Once again we return to the moral of the story, the fact that $500,000/yr may not be enough to support the lifestyle to which the ultra-wealthy believe they are entitled – perhaps as a deserved award for the excellent job they've done at the bank lately. But after showing us that $500k (or, to put it another way, about ten times the median household income for a family of four) is "only" $269,000 after taxes, Salkin takes a hard right turn at Is He Fucking Serious Street with the following words:

Now move to living expenses.

His living expenses include two $8,000 vacations per year, $75k per year for a chauffeur, $12k per year for a personal trainer, a second home in the Hamptons, and $35,000 annually for ball gowns. OK Allen. OK New York Times. Ball gowns!?!? This is a joke, right? You're just pulling our collective leg to bait an angry reaction from the commoners, right? The ball gown bit was intended to stun readers so they wouldn't notice idiotic things like "spa treatments" and "summer camp" in the subsequent paragraphs, right? It worked. I barely noticed them. The piece ends with this ludicrous burst of pop sociology, unironically quoting the author of Sex and the City:

Does this money buy a chief executive stockholders might prize, a well-to-do man with a certain sureness of stride, something that might be lost if the executive were crowding onto the PATH train every morning at Journal Square, his newspaper splayed against the back of a stranger’s head?

The man would certainly not feel like himself on that train, said Candace Bushnell, the author of “Sex and the City” and other books chronicling New York social mores.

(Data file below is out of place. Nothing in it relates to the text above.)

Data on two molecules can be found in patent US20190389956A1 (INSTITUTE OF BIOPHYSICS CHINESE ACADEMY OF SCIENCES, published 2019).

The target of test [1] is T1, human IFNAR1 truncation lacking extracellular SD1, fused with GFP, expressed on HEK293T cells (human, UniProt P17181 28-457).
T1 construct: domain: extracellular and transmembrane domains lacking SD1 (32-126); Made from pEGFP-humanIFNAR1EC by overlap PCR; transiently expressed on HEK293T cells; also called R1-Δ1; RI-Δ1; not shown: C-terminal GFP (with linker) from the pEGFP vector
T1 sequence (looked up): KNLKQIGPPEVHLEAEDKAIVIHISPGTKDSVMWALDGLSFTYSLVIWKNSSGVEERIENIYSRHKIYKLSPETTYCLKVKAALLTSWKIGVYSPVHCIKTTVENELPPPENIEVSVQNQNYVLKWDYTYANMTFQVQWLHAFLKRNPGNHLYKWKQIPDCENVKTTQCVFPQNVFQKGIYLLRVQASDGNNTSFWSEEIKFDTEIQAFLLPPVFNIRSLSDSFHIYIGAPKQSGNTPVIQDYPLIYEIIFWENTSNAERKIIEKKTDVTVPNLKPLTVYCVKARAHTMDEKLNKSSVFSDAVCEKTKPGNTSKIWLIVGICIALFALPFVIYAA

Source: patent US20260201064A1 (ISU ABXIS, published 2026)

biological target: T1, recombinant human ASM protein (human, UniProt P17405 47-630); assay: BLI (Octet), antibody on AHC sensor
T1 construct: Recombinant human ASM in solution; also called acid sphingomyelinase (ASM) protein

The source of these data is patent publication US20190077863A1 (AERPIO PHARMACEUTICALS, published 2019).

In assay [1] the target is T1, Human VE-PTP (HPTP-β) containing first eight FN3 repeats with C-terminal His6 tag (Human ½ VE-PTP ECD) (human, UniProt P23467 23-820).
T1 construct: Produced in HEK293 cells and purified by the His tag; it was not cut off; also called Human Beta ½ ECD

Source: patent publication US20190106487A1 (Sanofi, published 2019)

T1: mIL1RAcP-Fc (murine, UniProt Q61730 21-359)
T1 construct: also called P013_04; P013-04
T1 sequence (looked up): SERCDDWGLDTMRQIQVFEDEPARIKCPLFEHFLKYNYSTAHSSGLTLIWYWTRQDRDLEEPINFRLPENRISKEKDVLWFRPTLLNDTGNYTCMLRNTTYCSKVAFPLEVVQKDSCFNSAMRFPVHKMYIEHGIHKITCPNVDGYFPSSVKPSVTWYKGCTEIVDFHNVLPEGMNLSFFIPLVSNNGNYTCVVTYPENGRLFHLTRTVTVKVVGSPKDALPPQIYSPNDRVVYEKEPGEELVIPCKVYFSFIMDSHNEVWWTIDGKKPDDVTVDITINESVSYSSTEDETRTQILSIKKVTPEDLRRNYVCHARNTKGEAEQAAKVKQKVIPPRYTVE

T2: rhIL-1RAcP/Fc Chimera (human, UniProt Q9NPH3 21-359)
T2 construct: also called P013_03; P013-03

“People inherently understand that if they are going to get ahead in whatever corporate culture they are involved in, they need to take on the appurtenances of what defines that culture,” she said. “So if you are in a culture where spending a lot of money is a sign of success, it’s like the same thing that goes back to high school peer pressure. It’s about fitting in.”

It's ironic that the author chooses to quote Ms. Bushnell since this article inspired the exact same reaction I had the first time I saw an episode of Sex and the City – I went in expecting mindless distraction and emerged from the experience a hardcore Marxist.

I cannot imagine what constructive purpose this piece was intended to serve. Truly this is a second Gilded Age; we are back to the 1890s when the newspapers were filled with "society" coverage intended to entertain the unwashed masses with the daily doings of the Astors and Rockefellers. The bizarre twist is that now we are now supposed to be sympathetic to their "suffering," to pity the fact that they cannot continue to indulge themselves in all manners of ostentatious consumption. The wealthy decided – conveniently enough, right around 1980 – that they had things right back in the 19th Century. Rather than being responsible to the larger society they would simply divorce themselves from it and create a separate one for themselves, no commoners allowed. When that self-segregation is threatened and they face the horrifying prospect of living like one of the people they lay off, extort, and otherwise rear-end on a daily basis, that is supposed to trouble us. Apparently.

I don't know about you but I anticipate no difficulty sleeping on account of this issue.

(h/t Nate B)